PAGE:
The Analysis of Verbal Behavior

, Volume 28, Issue 1, pp 131–136 | Cite as

Increased Variability in Tacting Under a Lag 3 Schedule of Reinforcement

  • Juliane Heldt
  • Henry D. SchlingerJr.


Research has shown that variability may be an operant dimension of behavior. One method of reinforcing response variability is to use a lag schedule of reinforcement (Page & Neuringer, 1985). Several studies have shown that a Lag 1 schedule is effective in increasing variable responding with human participants (e.g., Esch, Esch, & Love, 2009; Lee, McComas, & Jawor, 2002). In these arrangements, however, the return to baseline responding during reversal phases suggests that the resulting behavior change may not be maintained following intervention. The purpose of the present study was to investigate the effects of a Lag 3 schedule on increasing and maintaining variability of tacts in 2 children diagnosed with developmental disabilities. Results demonstrated increased variability in tacting for both participants and maintenance in variable responding after a 3-week follow-up.

Key words

Extinction lag schedule response variability 


Unable to display preview. Download preview PDF.

Unable to display preview. Download preview PDF.


  1. American Psychiatrie Association. (2000). Diagnostic and statistical manual of mental disorders (Revised 4th ed.). Washington, DC: Author.Google Scholar
  2. DeLeon, I. G., & Iwata, B. A. (1996). Evaluation of a multiple stimulus presentation format for assessing reinforcer preferences. Journal of Applied Behavior Analysis, 29, 519–533.CrossRefPubMedPubMedCentralGoogle Scholar
  3. Esch, J. W., Esch, B. E., & Love, J. R. (2009). Increasing vocal variability in children with autism using a lag schedule of reinforcement. The Analysis of Verbal Behavior, 25, 73–78.PubMedPubMedCentralGoogle Scholar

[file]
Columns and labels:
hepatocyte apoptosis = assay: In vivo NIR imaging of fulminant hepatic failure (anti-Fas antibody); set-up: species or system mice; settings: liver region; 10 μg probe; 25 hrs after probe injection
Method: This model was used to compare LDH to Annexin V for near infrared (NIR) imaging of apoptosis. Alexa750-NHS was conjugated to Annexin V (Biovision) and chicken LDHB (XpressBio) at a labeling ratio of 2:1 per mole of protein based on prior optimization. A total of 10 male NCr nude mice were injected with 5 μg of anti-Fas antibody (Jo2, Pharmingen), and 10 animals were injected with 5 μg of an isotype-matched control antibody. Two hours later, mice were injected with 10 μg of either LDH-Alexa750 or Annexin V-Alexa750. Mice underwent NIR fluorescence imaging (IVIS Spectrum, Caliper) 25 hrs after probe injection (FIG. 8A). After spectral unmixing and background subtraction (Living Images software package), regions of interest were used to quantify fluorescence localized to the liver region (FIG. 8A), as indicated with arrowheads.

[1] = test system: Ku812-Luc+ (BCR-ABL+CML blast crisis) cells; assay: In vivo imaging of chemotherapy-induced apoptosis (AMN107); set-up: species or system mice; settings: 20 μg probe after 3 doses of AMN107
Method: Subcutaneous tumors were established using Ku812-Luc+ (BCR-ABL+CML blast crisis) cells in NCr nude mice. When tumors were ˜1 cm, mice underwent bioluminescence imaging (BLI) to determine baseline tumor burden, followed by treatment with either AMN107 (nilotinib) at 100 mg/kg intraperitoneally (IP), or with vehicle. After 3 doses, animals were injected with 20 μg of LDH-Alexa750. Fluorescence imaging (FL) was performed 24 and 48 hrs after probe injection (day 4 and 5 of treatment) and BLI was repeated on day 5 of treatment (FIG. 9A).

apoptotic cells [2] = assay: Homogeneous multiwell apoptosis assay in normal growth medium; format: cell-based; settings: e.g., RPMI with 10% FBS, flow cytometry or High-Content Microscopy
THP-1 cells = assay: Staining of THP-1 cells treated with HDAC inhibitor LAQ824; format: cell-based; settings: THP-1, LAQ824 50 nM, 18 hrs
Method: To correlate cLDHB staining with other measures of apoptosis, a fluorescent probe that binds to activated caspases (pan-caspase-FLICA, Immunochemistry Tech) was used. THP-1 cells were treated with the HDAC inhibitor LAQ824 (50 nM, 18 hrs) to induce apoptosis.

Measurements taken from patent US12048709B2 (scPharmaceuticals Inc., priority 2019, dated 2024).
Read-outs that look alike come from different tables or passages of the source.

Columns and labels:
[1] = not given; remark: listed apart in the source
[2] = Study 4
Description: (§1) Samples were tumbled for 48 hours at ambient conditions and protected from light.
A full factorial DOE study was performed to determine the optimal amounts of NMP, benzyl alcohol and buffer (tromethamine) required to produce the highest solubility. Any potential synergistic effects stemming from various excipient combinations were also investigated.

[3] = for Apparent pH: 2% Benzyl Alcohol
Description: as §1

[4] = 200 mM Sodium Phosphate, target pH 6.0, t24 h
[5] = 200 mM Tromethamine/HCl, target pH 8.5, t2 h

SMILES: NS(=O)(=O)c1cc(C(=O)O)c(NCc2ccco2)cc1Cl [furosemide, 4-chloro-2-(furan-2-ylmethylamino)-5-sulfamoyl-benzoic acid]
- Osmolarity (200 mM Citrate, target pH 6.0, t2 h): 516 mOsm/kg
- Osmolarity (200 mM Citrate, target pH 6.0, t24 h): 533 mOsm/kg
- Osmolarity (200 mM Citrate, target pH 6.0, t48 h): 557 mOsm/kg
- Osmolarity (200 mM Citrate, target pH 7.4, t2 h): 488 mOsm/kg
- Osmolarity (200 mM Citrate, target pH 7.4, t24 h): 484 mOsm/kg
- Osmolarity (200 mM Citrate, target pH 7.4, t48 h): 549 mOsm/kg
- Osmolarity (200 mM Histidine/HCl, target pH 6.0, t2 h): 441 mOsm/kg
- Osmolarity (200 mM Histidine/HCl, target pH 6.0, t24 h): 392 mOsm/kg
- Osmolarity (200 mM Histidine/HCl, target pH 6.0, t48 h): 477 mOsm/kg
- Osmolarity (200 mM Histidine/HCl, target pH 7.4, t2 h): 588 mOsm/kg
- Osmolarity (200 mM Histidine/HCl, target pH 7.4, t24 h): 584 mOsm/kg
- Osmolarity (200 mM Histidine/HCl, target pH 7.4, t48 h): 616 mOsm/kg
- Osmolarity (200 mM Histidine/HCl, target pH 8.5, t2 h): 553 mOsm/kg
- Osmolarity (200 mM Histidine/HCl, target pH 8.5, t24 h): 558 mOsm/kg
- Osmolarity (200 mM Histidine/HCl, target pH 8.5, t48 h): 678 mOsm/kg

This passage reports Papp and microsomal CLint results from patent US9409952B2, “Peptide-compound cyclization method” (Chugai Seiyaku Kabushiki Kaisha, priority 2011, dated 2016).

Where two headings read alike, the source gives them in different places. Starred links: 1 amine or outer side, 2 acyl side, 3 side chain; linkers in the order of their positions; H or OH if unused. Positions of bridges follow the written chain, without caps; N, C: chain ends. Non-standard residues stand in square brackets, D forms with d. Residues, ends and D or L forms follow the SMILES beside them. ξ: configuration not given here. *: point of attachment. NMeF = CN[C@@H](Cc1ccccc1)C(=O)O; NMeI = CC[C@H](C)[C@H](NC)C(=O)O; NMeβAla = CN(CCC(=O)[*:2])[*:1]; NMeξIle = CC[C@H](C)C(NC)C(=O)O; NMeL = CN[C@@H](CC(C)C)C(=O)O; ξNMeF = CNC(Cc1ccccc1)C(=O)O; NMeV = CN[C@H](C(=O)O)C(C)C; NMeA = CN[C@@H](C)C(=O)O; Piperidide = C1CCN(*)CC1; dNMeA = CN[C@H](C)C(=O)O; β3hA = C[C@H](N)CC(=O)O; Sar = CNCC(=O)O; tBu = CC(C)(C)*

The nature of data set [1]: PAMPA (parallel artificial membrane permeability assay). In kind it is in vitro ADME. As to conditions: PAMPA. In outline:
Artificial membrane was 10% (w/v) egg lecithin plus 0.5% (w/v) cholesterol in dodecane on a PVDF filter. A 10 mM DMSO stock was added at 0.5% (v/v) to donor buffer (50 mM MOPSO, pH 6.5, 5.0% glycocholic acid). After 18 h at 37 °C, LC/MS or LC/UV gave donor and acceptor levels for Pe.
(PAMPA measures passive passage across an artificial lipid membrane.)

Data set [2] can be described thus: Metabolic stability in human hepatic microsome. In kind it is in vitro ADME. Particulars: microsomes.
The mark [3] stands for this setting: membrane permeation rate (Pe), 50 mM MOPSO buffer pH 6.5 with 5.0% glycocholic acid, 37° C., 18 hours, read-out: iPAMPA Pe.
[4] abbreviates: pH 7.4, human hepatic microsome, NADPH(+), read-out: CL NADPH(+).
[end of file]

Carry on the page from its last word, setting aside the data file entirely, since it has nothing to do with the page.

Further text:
4. Goetz, E. M., & Baer, D. M. (1973). Social control of form diversity and the emergence of new forms in children’s block-building. Journal of Applied Behavior Analysis, 6(2), 209–217.CrossRefPubMedPubMedCentralGoogle Scholar
  5. Lee, R., McComas, J. J., & Jawor, J. (2002). The effects of differential and lag reinforcement schedules on varied verbal responding by individuals with autism. Journal of Applied Behavior Analysis, 35(4), 391–402.CrossRefPubMedPubMedCentralGoogle Scholar
  6. Machado, A. (1992). Behavioral variability and frequency-dependent selection. Journal of the Experimental Analysis of Behavior, 58(2), 241–263.CrossRefPubMedPubMedCentralGoogle Scholar
  7. Manabe, K., Staddon, J. E. R., & Cleaveland, J. M. (1997). Control of vocal repertoire by reward in budgerigars (Melopsittacus undulatus). Journal of Comparative Psychology, 111, 50–62.CrossRefGoogle Scholar
  8. Miller, N., & Neuringer, A. (2000). Reinforcing variability in adolescents with autism. Journal of Applied Behavior Analysis, 33(2), 151–165.CrossRefPubMedPubMedCentralGoogle Scholar
  9. Page, S., & Neuringer, A. (1985). Variability is an operant. Journal of Experimental Psychology: Animal Behavior Processes, 11, 429–452.Google Scholar
  10. Partington, J. W. (2008). The assessment of basic language and learning skills: ABLLS-R Protocol. Pleasant Hill, CA: Behavior Analysts.Google Scholar
  11. Susa, C. L., & Schlinger, H. D. (2012). Using a lag schedule to increase variability of verbal responding in an individual with autism. The Analysis of Verbal Behavior, 28, 125–130.PubMedPubMedCentralGoogle Scholar

Copyright information

© Association of Behavior Analysis International 2012

Authors and Affiliations

  1. 1.The Chicago School of Professional PsychologyLos AngelesUSA
  2. 2.Department of PsychologyCalifornia State University, Los AngelesLos AngelesUSA

Personalised recommendations